The residents had been left on the landing in their wheelchairs. Above them sawdust showered down from the ongoing building work. Wheezing from the dust and dazed by noise, the octogenarians were stuck to the spot.
I was visiting a care home as part of the Centre for Social Justice’s (CSJ) two-year review of social care and older age poverty. This home, by the manager’s own admission, was struggling. Located in a particularly deprived North London ward, the majority of residents were council-funded, meaning that total fees being received by the home were negligible.
Following multiple high-profile revelations in 2011 and 2012, no one could be unaware of the crisis overwhelming social care in the UK. Headline upon headline highlights the – to put it mildly – ‘challenges’ faced by the sector: neglect; abandonment; isolation; low pay for care workers; staff who have no idea how to address the needs of those with dementia and the cutting of support to those not deemed to have ‘critical’ or ‘substantial’ needs.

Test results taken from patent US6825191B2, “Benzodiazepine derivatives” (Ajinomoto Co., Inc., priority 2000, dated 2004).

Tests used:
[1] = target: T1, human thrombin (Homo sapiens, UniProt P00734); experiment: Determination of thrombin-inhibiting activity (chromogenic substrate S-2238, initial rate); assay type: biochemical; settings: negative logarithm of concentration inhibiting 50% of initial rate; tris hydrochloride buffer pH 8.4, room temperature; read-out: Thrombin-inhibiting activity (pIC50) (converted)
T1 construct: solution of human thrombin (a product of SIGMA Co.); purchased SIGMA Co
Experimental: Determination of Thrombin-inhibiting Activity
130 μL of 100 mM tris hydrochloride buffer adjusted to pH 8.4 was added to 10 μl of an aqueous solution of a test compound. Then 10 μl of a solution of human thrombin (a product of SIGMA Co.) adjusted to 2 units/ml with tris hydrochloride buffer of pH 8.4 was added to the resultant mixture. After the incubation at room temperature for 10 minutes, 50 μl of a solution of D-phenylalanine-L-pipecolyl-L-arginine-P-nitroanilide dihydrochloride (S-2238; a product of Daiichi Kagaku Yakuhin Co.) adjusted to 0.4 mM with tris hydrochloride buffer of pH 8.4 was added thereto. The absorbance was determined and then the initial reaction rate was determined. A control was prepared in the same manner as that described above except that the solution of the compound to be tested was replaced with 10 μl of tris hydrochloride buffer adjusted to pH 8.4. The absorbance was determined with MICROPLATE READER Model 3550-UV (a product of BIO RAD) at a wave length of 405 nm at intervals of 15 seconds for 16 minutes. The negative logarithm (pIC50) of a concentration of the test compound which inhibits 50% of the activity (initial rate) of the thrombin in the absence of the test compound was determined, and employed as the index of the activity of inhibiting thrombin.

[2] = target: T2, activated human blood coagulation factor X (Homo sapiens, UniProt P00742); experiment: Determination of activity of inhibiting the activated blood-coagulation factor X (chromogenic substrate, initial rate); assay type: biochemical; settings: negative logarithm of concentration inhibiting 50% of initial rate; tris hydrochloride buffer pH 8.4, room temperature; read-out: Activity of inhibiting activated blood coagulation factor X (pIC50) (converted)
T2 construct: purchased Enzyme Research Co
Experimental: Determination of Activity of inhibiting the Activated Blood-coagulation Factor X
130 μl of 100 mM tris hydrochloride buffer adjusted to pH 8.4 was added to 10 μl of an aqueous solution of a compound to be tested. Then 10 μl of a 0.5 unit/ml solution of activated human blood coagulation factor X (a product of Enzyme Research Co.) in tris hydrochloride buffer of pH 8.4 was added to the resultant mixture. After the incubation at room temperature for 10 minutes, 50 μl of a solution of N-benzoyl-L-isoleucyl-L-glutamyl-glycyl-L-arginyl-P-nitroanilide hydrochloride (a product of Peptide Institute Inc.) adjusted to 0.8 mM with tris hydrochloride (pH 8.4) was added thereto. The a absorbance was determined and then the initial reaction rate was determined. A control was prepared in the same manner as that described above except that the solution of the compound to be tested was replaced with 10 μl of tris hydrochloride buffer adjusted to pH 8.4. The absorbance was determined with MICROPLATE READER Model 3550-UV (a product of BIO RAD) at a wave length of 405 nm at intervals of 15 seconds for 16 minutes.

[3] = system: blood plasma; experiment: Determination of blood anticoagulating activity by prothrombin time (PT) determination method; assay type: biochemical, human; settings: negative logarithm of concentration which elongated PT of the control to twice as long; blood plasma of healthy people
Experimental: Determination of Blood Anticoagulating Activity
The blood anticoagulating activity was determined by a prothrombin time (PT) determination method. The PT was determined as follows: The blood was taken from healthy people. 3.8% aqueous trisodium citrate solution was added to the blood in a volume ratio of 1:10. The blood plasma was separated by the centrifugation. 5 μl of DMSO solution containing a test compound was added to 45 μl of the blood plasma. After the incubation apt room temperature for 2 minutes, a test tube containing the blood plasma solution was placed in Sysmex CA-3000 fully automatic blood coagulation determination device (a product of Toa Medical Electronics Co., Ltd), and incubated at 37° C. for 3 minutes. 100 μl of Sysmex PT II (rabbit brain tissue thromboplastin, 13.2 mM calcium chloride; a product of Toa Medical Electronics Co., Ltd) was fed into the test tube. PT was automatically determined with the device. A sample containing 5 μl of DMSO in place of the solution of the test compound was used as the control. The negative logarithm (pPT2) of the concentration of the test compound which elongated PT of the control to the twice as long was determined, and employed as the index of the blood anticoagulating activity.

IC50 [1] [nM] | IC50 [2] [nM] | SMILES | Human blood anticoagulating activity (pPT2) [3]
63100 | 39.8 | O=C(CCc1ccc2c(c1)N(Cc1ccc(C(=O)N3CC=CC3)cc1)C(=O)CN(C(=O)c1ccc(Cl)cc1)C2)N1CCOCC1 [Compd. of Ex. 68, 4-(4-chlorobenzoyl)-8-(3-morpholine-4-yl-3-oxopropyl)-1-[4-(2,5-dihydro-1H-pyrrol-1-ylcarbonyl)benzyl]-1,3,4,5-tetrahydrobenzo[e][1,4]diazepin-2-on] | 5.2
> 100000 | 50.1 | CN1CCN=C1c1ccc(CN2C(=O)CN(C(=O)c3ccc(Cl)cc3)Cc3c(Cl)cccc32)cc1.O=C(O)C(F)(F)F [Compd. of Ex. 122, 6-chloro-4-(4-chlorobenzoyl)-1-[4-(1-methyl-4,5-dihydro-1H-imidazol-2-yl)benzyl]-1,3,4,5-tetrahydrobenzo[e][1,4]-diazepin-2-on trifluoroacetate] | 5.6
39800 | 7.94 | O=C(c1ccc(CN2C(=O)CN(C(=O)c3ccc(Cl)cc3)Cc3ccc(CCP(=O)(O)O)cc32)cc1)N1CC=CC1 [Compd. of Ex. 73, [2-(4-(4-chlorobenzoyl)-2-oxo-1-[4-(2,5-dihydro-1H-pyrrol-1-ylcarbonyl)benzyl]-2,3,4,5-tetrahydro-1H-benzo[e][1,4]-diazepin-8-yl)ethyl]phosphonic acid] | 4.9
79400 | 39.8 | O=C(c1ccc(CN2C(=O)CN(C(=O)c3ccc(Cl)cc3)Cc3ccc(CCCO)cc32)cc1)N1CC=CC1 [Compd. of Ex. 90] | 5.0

A lack of funding in the care system has sunk to a critical level. Economic factors have contributed to understaffed care homes and ‘flying’ home care visits where washing, dressing and feeding is crammed into a 15 minute slot.
The reason staff-to-resident ratios are low, the reason agencies don’t pay home carers travel is because, as Sarah Pickup, head of ADASS (the umbrella body for adult social care directors) told the CSJ, the current system is starved of cash and ‘in desperate need of significant investment.’
Yet while public expenditure on the poorest is slashed – what reforms are on the table? What is the Government’s number one priority? Answer: economist Andrew Dilnot’s proposed ‘cap’ on care costs designed to protect the housing wealth of those fortunate enough to have accrued it.
Today the CSJ published a checklist showing that the Dilnot reforms do not, as commonly assumed, answer the most urgent social care problems. The poorest should command our attention before any move to subsidise the assets of a wealthier group. The Government must walk before it can run.